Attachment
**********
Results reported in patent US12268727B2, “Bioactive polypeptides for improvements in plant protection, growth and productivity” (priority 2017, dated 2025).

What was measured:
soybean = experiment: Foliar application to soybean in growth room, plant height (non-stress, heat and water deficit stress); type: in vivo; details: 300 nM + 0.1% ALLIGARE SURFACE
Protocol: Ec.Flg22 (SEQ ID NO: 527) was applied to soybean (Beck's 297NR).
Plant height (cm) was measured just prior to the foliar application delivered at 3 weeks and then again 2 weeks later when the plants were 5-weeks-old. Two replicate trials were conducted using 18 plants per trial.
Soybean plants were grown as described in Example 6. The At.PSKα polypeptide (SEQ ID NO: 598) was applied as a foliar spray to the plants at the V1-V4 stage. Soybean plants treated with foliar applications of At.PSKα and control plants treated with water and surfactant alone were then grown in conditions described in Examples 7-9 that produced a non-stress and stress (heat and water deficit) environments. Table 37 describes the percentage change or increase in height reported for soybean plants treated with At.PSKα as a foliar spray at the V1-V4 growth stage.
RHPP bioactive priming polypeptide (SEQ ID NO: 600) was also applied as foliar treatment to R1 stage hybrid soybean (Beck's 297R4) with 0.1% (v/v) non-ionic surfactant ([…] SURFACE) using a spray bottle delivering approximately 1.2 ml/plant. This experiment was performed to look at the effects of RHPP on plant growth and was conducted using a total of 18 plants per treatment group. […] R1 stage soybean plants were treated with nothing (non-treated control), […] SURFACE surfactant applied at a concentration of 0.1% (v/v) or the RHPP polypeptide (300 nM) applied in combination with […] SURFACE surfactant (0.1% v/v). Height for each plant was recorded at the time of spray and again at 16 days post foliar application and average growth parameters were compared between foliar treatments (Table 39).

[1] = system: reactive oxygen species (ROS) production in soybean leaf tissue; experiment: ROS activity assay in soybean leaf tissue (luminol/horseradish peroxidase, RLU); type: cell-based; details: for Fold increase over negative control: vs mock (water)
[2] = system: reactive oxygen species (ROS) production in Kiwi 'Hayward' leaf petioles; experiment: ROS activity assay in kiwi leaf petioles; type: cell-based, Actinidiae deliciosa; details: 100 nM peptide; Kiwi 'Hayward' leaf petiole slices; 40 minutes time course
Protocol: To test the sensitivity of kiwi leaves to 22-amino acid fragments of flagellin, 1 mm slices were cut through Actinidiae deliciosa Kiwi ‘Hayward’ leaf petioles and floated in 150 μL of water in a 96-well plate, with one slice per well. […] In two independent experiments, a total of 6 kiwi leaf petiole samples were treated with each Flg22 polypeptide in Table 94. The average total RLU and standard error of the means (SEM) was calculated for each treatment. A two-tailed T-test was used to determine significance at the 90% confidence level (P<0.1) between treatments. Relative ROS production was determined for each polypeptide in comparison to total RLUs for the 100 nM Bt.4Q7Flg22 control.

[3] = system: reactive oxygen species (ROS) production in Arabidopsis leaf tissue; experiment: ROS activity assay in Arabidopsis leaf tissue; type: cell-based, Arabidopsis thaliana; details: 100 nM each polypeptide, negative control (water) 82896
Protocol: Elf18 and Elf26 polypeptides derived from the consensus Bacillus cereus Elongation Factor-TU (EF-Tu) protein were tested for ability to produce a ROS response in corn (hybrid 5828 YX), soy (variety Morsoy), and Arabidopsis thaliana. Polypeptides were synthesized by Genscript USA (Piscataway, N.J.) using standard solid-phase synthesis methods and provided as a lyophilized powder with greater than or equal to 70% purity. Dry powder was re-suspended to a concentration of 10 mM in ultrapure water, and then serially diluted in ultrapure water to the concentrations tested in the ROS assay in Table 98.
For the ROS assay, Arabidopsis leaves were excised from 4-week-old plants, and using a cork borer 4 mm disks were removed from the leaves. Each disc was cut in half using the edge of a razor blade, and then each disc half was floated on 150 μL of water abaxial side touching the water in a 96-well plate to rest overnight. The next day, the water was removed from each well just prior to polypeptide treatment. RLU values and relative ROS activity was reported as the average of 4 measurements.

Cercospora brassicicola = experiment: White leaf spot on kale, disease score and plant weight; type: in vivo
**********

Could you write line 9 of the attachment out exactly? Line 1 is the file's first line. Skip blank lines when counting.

[2] = system: reactive oxygen species (ROS) production in Kiwi 'Hayward' leaf petioles; experiment: ROS activity assay in kiwi leaf petioles; type: cell-based, Actinidiae deliciosa; details: 100 nM peptide; Kiwi 'Hayward' leaf petiole slices; 40 minutes time course